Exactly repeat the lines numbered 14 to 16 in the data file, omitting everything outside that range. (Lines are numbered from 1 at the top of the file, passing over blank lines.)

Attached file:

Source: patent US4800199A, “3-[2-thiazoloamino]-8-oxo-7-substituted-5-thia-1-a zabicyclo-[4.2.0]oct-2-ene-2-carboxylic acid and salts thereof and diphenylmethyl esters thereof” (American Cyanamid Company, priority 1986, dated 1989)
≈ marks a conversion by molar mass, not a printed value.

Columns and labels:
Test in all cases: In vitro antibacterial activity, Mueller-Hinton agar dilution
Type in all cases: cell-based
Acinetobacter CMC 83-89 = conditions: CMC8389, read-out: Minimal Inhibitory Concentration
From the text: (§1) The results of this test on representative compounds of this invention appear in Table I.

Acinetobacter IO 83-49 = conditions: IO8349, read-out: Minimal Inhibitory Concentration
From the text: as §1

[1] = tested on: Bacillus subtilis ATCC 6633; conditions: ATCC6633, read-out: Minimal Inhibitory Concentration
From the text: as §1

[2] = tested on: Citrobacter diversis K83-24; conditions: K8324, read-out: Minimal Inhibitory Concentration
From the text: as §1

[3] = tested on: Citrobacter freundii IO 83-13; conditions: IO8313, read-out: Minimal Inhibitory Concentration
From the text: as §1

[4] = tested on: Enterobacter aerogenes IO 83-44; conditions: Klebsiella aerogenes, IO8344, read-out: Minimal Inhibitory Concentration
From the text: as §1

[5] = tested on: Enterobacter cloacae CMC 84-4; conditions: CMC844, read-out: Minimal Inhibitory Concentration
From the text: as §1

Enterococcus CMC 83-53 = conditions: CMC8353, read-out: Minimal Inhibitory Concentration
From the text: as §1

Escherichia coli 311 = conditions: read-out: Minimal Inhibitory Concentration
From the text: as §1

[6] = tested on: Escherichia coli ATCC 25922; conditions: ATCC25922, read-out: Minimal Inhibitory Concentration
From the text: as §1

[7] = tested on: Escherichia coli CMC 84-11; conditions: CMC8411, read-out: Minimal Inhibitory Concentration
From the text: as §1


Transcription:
[3] = tested on: Citrobacter freundii IO 83-13; conditions: IO8313, read-out: Minimal Inhibitory Concentration
From the text: as §1

[4] = tested on: Enterobacter aerogenes IO 83-44; conditions: Klebsiella aerogenes, IO8344, read-out: Minimal Inhibitory Concentration